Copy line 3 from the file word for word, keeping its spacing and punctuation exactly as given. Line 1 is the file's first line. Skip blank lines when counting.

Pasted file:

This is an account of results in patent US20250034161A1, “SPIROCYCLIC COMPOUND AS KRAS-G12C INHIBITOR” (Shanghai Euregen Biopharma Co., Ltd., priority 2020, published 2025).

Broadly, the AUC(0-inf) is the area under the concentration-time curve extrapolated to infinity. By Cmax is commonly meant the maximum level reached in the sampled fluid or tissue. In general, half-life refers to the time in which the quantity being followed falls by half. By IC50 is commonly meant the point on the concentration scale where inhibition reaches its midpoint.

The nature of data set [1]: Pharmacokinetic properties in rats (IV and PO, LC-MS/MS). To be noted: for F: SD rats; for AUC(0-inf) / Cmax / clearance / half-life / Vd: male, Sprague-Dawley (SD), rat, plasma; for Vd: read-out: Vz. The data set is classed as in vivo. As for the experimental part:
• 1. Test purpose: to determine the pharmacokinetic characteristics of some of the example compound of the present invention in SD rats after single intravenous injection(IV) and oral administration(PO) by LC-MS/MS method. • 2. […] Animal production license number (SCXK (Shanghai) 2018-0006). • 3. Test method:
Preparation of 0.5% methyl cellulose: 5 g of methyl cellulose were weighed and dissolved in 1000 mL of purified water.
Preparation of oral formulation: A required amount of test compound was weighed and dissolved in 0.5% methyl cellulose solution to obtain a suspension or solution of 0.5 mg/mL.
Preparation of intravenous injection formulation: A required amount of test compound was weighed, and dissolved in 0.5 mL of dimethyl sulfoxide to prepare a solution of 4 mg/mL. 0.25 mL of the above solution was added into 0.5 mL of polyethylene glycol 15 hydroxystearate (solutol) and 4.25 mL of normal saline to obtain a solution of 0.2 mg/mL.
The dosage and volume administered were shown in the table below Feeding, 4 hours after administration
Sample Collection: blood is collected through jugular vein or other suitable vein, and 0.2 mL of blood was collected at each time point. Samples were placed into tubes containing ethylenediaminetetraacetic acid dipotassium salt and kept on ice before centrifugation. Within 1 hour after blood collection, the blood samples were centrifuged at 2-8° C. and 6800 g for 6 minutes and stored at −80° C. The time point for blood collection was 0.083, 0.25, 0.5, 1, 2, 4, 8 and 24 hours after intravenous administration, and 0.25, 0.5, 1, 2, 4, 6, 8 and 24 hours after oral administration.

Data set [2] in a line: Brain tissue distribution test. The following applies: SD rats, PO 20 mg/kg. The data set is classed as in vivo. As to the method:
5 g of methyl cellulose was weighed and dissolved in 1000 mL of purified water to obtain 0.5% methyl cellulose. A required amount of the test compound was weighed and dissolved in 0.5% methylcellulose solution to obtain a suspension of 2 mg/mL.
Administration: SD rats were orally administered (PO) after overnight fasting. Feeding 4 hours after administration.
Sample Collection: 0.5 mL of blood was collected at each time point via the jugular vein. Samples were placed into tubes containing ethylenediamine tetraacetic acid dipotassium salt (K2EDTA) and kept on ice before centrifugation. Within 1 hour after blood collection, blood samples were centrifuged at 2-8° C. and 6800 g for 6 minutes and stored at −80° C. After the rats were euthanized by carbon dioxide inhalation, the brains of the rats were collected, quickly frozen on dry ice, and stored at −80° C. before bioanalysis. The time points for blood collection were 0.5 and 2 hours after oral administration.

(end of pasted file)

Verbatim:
The nature of data set [1]: Pharmacokinetic properties in rats (IV and PO, LC-MS/MS). To be noted: for F: SD rats; for AUC(0-inf) / Cmax / clearance / half-life / Vd: male, Sprague-Dawley (SD), rat, plasma; for Vd: read-out: Vz. The data set is classed as in vivo. As for the experimental part: